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 Aloha and Welcome to the 
Vic-Maui International Yacht Race

Co-hosted by the Royal Vancouver Yacht Club Royal Vancouver Yacht Club and the Lahaina Yacht Club Lahaina Yacht Club

 

Preliminary dates for the 2020 Vic-Maui:  
Entries:  Early entry deadline September 30, 2019  ●  Final entry deadline February 15, 2020
Victoria Start Venue:  Opens July 6, 2020  ●  Start date range July 9-16, 2020
Maui Finish Venue:  Opens July 21, 2020 ●  Finish Time Limit July 30, 2020 ●  Awards Banquet July 31, 2020


 Vic-Maui News:

Who Took the Silverware?

by Race Committee, July 22nd, 2018

Last night was the big Vic-Maui Awards Banquet on the Ocean Lawn at the Sheraton Kaanapali. What an affair with lots of silverware loading the tables and a full 7 person band to keep everyone entertained. Joy Ride started the parade of trophies as the Big Winner of Vic-Maui 2018 - taking home the Royal Vancouver Yacht Club Trophy for First Overall. Read

FINAL RESULTS

by Race Committee, July 21st, 2018

Here are the Final Results for Vic-Maui 2018 Read

Vessel Traffic Separation Schemes

by Race Committee, July 17th, 2018

The case of the Race Committee protesting Serenite and Geminis Dream for infraction of Sailing Instruction 1.4 - Adhering the Rule 10 of the Coll Regs with respect to Traffic Separation Schemes has important implications for all sailors that the Race Committee believe worthy of further comment. Read

Vic-Maui Sailors in Training

by Race Committee, July 17th, 2018

The Youth Training Program at Lahaina Yacht Club, co-sponsor of the Vic-Maui race, is on view for the whole world to see. It is an impressive sight to see a large host of young sailors take to their BIC sailboats right in front of the whole village of Lahaina. Read

Here, Here, The Gang's All Here

by Race Committee, July 16th, 2018

The last 2 boats from Vic-Maui 2018 finished early this afternoon and are now enjoying their welcome party at the Pioneer Inn. Victor Mushkatin's Serenite, the surviving boat from Cruising Class crossed the finish line at 12:31. Our now famous turtle rescuer, Doug Frazer and Oxomoxo finished at 1:43pm. Read

Joy Ride Wins Vic-Maui 2018

by Race Committee, July 16th, 2018

While results are not yet official, it looks like Joy Ride will win Vic-Maui 2018 as the 1st Overall based on corrected time. Firefly wins Line Honours and 2nd Overall and Salient takes 3rd Overall. Read

Anjo Arrives Under Cover of Darkness

by Race Committee, July 16th, 2018

Clayton Craigie and his crew aboard Anjo arrived under cover of darkness this morning crossing the line a little after 4 am local time. An hour later with dawn just starting, the boat got to the welcome party at Lahaina. Read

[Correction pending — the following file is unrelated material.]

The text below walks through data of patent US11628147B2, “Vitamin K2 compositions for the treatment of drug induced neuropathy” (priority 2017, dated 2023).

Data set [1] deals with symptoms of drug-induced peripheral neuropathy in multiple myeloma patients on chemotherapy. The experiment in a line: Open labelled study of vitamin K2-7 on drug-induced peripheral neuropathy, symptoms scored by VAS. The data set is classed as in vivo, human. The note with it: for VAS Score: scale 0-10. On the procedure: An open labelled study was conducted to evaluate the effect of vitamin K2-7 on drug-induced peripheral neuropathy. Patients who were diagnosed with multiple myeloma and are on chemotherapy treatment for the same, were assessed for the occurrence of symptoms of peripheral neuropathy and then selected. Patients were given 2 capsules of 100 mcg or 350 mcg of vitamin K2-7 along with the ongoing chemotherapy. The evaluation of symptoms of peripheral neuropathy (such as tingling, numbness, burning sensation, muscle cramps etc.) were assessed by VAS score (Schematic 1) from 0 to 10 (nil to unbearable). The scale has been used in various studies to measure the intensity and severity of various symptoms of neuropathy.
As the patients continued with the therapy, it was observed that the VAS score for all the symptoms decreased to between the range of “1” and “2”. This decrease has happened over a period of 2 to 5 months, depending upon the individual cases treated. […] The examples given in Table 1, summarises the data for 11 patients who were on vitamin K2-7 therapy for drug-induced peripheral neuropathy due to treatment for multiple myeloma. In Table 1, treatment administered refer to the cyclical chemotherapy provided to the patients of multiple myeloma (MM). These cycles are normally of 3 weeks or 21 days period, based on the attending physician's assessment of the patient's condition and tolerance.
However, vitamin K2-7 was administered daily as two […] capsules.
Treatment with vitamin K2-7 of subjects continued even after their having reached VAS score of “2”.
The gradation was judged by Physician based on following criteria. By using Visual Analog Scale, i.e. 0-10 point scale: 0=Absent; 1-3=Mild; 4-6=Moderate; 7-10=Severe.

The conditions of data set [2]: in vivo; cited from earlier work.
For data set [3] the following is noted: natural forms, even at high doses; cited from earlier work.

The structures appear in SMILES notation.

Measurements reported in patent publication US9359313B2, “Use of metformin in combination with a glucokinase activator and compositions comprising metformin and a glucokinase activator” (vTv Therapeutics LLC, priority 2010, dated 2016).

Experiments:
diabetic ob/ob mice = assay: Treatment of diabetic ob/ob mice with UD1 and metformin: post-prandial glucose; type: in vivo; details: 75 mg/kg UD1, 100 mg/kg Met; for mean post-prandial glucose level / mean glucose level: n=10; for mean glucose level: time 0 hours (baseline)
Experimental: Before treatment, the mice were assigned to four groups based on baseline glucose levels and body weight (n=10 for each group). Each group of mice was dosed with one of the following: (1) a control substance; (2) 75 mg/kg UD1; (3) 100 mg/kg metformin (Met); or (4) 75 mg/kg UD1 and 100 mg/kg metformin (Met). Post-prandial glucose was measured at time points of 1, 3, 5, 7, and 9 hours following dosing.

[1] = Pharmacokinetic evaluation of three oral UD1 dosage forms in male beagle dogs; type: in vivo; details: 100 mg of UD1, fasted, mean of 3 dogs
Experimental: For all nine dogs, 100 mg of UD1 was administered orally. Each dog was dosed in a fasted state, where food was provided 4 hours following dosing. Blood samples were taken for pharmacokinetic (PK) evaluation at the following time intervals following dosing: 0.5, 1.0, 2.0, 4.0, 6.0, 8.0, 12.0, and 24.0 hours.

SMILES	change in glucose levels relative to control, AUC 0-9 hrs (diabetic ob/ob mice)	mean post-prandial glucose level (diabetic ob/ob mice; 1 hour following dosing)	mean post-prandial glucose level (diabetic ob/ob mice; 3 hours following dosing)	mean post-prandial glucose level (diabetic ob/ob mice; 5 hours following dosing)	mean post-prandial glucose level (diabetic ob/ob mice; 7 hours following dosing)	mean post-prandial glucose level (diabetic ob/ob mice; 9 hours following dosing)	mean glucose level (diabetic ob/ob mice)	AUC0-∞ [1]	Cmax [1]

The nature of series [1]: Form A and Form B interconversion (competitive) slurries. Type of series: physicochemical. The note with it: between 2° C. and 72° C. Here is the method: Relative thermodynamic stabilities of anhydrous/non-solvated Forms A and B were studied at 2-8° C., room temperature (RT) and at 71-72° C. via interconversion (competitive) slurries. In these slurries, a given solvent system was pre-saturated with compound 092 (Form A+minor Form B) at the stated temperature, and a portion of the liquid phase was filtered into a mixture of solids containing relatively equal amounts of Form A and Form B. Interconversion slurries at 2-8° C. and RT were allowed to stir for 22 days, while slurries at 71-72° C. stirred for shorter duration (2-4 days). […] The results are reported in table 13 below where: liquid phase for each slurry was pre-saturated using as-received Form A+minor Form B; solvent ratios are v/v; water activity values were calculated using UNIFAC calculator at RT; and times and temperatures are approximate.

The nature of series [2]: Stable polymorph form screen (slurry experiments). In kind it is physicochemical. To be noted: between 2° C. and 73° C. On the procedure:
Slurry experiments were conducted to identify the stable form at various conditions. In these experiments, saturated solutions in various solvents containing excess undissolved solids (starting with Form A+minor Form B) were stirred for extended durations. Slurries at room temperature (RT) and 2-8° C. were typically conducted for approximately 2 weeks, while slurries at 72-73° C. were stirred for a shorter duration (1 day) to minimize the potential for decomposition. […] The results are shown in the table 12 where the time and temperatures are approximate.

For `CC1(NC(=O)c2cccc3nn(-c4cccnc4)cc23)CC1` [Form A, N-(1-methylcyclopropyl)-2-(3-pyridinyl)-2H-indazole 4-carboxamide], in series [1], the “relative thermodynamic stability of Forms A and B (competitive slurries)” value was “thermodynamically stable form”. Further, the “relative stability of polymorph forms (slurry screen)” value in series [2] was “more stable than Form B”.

The Weather Eye, July 15, Final Approaches to the Finish Line

by David Sutcliffe, July 15th, 2018

There is simply no Hawaiian welcome that beats a Lahaina Yacht Club Vic-Maui greeting party, unless it's three LYC greeting parties at the same time! ... In weather news, the more "normal" weather has been very helpful to the Vic-Maui fleet as the boats have had a romping Trade Winds sail towards Maui over the past four-plus days, racking up big 24 hour runs in breezy conditions. This year's approach to the Pailolo Channel has been hotter than usual, with numbers in the TWA 80-110 degree range. The first five boats have all finished without too much drama in the Pailolo Channel itself. Read

Day 15 - And Then There Were Three

by Race Committee, July 15th, 2018

The final 3 boats of Vic-Maui 2018 are all within striking distance of Maui and will finish on Monday. At Roll Call, Clayton Craigie's Anjo (in the photo) was 122 miles from the finish, followed by Victor Mushkatin and his Russians on Serenite who are 57 miles back, and Doug Frazer and the Lucky Turtle Savers who are 68 miles behind Anjo. They will likely start arriving very early Monday and all be in Lahaina enjoying Mai-Tais by mid-afternoon. Read

New Technology Makes the Race

by Race Committee, July 15th, 2018

While the Lucky Turtle has been the social media darling of this race, there are 2 pieces of technology that have added new dimensions to race followers. The fact that a drone can take and transmit photos 1000 miles from shore is amazing. Similarly amazing are the improvements in satellite tracking which allows the whole race Finish Line process to be automated. Read

Turnagain, Salient and Kraken Finish in a Dead Heat

by Race Committee, July 15th, 2018

it was a beautiful sunrise over the West Maui mountains as one by one Turnagain, then Salient, then Kraken appeared on the horizon and made their way into Pailolo Channel between Maui and Molokai. The photo shows Turnagain passing Hawea Point on her way to a finish at 7:14 am (HST). Salient was close behind at 7:40 am and Kraken, who carried stronger wind right to the finish, at 8:04 am. Read